Washington Wins ‘Race to the Top - Early Learning Challenge’ Grant
The Obama administration announced this morning that Washington is one of nine states to receive a Race to the Top - Early Learning Challenge grant. The competitive grant will bring up to $60 million over four years to the state to support programs aimed at improving the quality of early learning programs.
Thirty-five states as well as the District of Columbia and Puerto Rico applied for the funds. The Race to the Top-Early Learning Challenge is a key part of the Obama Administration's comprehensive early learning agenda. Those making the announcement in Washington, D.C., included U.S. Secretary of Education Arne Duncan.
"In a matter of months, early education and child development experts throughout the country, together with state and local leaders, worked to build comprehensive plans for expanding access to high-quality early learning," Duncan said in announcing the grant winners. "All applicants showed tremendous dedication and drive to build stronger foundations and create greater opportunities for more children. Their work will help lead the way in ensuring excellent early learning and support for every child."
The funds offer a much-needed infusion of cash to the state's early learning efforts at a time when legislators are looking for ways to plug a $2 billion budget hole.
“This is very welcome news and helps us further give our children every possible tool that they need to excel in today’s world,” said Gov. Chris Gregoire in a statement. "Washington’s application shone because it was a truly collaborative effort. We brought together public and private partners in early learning and K-12 to improve school readiness for all children in Washington and the Washington way proved successful. The early years of a child’s life are the most important. It is our responsibility to embrace, support, and nurture that understanding.”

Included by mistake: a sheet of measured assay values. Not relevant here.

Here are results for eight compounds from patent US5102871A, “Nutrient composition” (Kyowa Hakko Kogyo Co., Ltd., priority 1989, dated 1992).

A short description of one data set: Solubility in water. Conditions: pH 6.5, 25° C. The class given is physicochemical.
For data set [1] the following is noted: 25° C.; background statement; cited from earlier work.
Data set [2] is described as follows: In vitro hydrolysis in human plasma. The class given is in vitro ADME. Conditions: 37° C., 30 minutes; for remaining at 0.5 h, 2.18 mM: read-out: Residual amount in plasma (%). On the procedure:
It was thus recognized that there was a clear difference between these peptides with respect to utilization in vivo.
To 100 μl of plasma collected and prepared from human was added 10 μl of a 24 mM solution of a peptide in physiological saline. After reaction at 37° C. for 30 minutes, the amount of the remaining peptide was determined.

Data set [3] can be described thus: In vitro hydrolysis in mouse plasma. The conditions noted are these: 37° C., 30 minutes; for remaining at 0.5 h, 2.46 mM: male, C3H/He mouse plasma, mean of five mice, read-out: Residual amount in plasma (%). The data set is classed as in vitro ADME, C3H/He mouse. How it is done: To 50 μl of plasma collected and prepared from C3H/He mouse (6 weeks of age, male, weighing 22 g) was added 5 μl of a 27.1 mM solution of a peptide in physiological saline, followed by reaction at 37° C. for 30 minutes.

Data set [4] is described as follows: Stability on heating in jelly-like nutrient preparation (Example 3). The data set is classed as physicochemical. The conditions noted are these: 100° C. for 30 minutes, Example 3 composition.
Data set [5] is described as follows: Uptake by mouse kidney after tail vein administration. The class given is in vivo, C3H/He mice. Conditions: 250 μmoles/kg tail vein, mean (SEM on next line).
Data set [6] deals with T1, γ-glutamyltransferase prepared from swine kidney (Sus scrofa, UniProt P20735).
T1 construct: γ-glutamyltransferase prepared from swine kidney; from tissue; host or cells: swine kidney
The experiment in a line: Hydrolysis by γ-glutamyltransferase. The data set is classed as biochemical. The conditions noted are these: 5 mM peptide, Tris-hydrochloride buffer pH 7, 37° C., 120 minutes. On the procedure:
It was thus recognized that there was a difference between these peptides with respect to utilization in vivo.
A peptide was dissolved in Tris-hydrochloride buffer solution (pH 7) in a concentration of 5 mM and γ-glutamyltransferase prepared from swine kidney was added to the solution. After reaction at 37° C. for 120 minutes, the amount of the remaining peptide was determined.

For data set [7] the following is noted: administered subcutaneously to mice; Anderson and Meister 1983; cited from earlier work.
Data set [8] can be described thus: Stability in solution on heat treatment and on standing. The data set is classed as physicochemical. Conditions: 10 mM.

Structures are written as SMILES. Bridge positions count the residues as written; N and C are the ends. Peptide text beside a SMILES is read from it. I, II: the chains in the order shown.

Washington's plans for the grant include: expanding the Washington Kindergarten Inventory of Developing Skills (WaKIDS), our state’s kindergarten readiness assessment, to include all incoming kindergarteners by school year 2014-15; expanding the state’s quality rating and improvement system (QRIS), which helps early learning programs improve the quality of care and education they provide to young children and provides information on quality to families; and enhancing the state professional development system by offering awards and incentives to those who work with and care for young children.
The state's early learning and public education leaders also welcomed the news.
“This incredible opportunity means that the more than 73,000 children who start kindergarten in Washington each year will hit the ground running,” said Department of Early Learning Director Bette Hyde. “We were bold and ambitious in writing our application, and we will be equally ambitious as we use these funds to build the early learning system our children deserve.”
A goal of the state's early learning programs is to ensure that students enter kindergarten ready to be successful in school.
“If kids get the high-quality early learning opportunities they need, that sets them up for greater success when they reach the K-12 system,” said Washington State Superintendent of Public Instruction Randy Dorn. “Moving WaKIDS to scale will give our teachers the data they need, and make parents true partners in their child’s education from day one.”